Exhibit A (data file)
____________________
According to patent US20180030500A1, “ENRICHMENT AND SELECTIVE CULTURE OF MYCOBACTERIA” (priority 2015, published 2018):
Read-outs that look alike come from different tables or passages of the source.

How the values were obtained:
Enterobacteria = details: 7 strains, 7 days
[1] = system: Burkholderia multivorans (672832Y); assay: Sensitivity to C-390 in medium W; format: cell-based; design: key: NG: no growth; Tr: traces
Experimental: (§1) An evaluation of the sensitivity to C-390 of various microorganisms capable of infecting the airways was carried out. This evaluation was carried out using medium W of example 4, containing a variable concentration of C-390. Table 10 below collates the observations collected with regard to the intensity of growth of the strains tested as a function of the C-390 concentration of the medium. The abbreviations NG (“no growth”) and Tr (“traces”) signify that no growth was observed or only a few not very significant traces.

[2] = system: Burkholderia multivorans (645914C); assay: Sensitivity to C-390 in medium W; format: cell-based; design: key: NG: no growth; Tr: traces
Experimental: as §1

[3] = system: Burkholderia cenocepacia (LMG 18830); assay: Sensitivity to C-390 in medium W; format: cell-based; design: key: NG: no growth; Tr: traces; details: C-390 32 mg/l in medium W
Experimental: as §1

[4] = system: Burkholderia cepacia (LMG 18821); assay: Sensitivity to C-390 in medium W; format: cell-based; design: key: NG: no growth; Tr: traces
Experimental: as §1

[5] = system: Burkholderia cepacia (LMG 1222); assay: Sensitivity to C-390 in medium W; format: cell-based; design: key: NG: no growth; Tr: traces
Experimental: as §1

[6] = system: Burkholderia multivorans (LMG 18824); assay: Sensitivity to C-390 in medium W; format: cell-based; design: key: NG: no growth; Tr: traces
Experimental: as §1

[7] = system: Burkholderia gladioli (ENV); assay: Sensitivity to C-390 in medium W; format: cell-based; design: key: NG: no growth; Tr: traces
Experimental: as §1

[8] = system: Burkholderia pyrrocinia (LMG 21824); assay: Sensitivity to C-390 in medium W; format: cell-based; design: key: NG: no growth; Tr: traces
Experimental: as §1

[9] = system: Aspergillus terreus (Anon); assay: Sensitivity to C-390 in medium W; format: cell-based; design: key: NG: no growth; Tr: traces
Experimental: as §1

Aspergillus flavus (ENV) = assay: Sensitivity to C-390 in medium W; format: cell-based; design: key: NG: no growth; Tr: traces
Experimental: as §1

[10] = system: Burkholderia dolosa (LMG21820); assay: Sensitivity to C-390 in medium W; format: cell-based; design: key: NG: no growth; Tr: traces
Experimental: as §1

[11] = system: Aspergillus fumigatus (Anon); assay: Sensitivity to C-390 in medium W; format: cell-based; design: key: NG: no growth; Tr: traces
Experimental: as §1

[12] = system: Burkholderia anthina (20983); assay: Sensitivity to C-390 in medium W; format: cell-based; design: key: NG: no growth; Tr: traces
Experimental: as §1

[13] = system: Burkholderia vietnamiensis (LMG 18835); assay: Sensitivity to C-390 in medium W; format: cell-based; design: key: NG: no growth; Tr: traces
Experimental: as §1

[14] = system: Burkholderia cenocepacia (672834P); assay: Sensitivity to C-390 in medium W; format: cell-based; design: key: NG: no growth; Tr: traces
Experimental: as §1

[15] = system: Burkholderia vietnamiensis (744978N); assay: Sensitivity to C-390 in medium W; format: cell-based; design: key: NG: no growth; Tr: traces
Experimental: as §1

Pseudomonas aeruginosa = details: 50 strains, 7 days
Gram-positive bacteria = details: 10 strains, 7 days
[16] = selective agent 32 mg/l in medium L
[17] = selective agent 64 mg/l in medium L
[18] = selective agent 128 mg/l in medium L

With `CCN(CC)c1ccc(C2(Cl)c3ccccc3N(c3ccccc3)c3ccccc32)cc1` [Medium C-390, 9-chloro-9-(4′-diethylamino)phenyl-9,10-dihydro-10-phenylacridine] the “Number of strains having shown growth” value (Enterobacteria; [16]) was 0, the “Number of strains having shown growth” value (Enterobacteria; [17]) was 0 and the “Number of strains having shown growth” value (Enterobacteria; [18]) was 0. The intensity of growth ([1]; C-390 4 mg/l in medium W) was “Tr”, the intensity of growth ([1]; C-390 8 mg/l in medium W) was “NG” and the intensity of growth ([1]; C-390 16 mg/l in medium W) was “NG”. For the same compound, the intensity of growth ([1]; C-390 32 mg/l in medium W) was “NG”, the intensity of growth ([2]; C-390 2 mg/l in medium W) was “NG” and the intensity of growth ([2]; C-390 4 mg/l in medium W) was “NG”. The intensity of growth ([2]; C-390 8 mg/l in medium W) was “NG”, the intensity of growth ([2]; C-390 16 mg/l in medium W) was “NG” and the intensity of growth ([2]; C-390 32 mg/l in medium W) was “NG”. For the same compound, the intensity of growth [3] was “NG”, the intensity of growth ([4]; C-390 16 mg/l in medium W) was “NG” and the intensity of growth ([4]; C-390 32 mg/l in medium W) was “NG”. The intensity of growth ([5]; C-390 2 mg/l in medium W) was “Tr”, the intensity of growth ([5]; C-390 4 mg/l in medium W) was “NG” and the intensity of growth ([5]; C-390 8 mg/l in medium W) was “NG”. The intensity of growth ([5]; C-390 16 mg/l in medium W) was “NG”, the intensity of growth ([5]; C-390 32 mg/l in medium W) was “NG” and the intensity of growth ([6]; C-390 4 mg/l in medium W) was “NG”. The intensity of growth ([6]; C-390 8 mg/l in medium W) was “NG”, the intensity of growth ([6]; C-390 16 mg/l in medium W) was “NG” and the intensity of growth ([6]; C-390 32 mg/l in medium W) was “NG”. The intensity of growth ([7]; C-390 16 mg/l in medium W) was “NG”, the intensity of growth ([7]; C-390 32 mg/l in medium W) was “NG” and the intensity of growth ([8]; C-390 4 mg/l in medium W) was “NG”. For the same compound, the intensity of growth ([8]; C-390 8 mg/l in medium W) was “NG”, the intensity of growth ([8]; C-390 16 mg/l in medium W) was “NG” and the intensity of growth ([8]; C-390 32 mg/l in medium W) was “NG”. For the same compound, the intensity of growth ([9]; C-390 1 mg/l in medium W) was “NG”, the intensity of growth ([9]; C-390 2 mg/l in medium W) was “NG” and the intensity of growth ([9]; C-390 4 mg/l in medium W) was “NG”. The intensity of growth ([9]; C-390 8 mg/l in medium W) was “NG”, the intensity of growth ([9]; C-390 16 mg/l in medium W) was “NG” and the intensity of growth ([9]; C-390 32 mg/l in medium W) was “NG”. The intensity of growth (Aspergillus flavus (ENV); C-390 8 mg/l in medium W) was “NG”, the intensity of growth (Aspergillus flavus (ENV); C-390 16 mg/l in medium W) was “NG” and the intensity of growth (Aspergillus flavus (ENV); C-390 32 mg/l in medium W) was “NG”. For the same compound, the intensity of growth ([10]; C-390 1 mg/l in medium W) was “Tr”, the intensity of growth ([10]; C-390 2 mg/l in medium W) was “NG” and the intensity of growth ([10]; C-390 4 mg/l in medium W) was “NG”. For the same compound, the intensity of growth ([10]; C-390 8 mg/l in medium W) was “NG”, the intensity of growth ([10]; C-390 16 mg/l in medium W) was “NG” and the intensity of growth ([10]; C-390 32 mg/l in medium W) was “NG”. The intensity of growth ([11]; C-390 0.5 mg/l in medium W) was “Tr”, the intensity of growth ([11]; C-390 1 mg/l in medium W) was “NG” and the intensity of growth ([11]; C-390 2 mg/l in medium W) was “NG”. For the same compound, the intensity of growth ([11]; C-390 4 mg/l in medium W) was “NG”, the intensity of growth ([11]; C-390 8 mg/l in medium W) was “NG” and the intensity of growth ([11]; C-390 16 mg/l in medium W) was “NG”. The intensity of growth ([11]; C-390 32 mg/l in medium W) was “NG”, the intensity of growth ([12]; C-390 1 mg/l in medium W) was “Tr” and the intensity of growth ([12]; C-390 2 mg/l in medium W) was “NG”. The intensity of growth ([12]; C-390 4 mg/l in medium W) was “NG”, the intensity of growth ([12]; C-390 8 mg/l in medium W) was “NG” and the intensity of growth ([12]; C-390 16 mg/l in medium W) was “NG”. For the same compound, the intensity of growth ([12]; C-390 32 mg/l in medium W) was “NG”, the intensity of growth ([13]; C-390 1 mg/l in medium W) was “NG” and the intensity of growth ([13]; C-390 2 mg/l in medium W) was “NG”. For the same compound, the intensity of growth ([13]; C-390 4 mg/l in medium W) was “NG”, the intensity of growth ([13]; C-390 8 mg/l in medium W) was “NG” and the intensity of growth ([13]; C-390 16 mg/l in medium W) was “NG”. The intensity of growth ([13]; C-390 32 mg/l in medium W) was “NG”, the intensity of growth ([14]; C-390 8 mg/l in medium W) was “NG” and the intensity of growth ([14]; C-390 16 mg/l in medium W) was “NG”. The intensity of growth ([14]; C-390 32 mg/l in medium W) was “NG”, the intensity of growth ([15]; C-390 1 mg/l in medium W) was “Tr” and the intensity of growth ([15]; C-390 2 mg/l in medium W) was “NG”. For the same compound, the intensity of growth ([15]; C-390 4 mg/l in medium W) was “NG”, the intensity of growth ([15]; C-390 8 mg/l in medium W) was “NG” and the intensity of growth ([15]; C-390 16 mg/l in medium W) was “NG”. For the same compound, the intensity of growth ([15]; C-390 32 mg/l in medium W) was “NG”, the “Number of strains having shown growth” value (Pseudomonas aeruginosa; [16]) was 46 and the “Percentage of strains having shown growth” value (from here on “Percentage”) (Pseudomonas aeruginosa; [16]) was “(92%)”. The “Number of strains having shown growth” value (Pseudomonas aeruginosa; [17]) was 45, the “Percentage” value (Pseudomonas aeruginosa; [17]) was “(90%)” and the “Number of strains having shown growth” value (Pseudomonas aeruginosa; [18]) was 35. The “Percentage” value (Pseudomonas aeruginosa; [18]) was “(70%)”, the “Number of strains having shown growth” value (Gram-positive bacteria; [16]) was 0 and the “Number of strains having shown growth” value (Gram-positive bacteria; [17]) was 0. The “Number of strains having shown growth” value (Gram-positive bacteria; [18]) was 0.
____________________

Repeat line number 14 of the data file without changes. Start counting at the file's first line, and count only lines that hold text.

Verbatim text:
Experimental: as §1